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'Sunshine Cleaning'
(Amy Adams, Emily Blunt, et al / DVD / R / 2009 / Anchor Bay)

Overview: Desperate to get her son into a better school, single mom Rose (Amy Adams) persuades her slacker sister Norah (Emily Blunt) to join her in the crime scene cleanup business to make some quick cash. With the help of their ill-fated salesman father (Alan Arkin), they climb the ranks in a very dirty job, finding themselves up to their elbows in murders, suicides, and… specialized situations.

DVD Verdict: It is hard to hate a film like "Sunshine Cleaning." It is made with low budget, has interesting characters with excellent acting from the impressive cast including Amy Adams, Emily Blunt and Alan Arkin, plus the nice location of Albuquerque. Interestingly three of the producers of "Sunshine Cleaning" - Jeb Brody, Peter Saraf and Marc Turtletaub - are also the producers of "Little Miss Sunshine" (of which cast also included Alan Arkin).

To send her son to a private school, single mother Rose Lorkowski (Amy Adams) sets up a small company specializing in cleaning up the crime scenes with her trouble-making sister Norah (Emily Blunt). In this comedy-drama about a dysfunctional family we are introduced to a group of people (some deeply troubled, some quirky) living in Albuquerque. The film's feel-good tone, if not the entire story, may remind you of another "Sunshine" film.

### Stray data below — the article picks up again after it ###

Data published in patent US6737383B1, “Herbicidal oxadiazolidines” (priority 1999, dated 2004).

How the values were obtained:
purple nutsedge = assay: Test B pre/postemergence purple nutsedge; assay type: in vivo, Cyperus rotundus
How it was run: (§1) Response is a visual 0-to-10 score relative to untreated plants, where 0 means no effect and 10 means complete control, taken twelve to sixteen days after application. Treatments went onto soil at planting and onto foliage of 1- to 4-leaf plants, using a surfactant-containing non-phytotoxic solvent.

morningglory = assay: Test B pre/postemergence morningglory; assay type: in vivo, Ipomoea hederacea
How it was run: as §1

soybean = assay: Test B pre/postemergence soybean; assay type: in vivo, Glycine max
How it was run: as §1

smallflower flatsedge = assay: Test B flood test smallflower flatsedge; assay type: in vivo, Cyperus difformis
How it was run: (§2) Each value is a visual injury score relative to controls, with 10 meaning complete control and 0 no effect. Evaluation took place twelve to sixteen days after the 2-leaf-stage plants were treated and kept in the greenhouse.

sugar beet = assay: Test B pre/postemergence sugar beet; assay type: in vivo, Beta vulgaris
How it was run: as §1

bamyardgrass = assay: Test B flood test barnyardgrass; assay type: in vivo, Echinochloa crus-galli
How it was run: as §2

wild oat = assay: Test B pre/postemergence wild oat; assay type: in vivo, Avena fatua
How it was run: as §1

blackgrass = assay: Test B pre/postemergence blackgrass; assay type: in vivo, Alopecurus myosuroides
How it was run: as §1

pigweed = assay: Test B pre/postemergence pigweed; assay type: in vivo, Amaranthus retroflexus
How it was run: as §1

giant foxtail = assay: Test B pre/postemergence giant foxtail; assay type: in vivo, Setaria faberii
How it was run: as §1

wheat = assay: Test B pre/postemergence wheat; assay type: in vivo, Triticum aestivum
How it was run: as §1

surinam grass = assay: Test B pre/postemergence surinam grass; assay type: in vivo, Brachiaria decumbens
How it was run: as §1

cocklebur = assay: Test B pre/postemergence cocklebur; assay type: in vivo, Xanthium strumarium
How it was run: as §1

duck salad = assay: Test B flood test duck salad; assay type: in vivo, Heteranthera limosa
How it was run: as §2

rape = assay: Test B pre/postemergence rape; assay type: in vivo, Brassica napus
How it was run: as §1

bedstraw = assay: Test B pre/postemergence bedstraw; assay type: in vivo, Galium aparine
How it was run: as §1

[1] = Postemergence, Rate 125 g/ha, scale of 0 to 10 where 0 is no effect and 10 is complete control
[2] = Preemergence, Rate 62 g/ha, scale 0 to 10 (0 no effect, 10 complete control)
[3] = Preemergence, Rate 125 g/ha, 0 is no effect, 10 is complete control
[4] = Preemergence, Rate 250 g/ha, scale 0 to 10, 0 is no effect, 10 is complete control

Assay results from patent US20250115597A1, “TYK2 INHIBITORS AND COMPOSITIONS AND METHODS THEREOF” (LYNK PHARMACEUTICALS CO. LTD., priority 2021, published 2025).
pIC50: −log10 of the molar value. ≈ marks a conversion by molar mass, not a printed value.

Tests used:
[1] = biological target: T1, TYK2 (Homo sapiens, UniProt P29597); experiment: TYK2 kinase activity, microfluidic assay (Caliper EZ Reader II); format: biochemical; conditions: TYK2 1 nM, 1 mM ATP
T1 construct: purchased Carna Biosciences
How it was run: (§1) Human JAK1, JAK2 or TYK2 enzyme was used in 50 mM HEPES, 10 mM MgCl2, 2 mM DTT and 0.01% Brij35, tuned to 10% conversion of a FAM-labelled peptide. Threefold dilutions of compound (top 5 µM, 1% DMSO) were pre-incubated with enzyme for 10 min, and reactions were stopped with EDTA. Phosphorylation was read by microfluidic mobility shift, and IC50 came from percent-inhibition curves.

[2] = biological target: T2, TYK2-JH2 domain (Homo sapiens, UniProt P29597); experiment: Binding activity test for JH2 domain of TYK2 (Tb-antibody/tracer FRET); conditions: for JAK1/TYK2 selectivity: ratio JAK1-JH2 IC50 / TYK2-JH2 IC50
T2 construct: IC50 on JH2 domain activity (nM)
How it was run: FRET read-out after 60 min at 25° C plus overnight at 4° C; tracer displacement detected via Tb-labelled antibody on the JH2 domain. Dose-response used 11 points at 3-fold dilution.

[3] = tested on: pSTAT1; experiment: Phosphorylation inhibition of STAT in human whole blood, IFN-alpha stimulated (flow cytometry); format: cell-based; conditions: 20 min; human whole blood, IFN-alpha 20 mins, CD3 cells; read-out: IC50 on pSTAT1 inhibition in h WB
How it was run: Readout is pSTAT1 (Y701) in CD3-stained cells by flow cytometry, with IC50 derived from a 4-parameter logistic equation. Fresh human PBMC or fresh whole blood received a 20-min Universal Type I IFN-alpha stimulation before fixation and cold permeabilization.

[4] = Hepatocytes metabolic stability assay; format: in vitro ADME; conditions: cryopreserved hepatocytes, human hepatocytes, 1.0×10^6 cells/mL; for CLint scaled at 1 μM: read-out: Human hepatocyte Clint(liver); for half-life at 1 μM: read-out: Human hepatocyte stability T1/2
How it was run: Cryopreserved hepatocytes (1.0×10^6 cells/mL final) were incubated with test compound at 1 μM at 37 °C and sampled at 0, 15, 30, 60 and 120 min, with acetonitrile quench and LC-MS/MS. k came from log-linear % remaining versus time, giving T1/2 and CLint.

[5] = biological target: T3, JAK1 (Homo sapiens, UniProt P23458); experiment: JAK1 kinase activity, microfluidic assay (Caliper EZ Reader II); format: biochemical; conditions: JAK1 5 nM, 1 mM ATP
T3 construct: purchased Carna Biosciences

There is nothing wrong with the film's narrative or characters. And, sorry, there is nothing special either. For all its impressive performances from the leads, I couldn't help thinking that I had seen the film somewhere else before - troubled relations between sisters and their hidden past, mother and her child who starts to behave strangely, grumpy grandfather talking about his "business acumen" (played by Alan Arkin who did a similar role in "Little Miss Sunshine). Steve Zahn appears as Mac, a local police officer (and former high school hero), having an affair with Amy Adam's heroine. His acting is very good (as he always is), but his role give me a feeling of déjà vu.

I am not saying "Sunshine Cleaning" is bad, but I can safely say the director Christine Jeffs ("Sylvia") is wasting the promising material that could have made a much better film. Clifton Collins Jr. is Winston, a one-armed hardware store owner who gives her some good advice on the job. He is quite effective, and perhaps his role is more engaging than the main story, but the director seems to have forgotten to explore it.

"Sunshine Cleaning" has many good premises. It is a good film though it could have made much better use of them. [TKJ] This is a Widescreen Presentation (1.85:1) enhanced for 16x9 TVs and comes with the Special Features of:

Audio Commentary with writer Megan Holley and producer Greg Williamson
"Sunshine Cleaning: A Fresh Look at a Dirty Business”
Theatrical Trailer
Sneak Peeks

www.anchorbayentertainment.com





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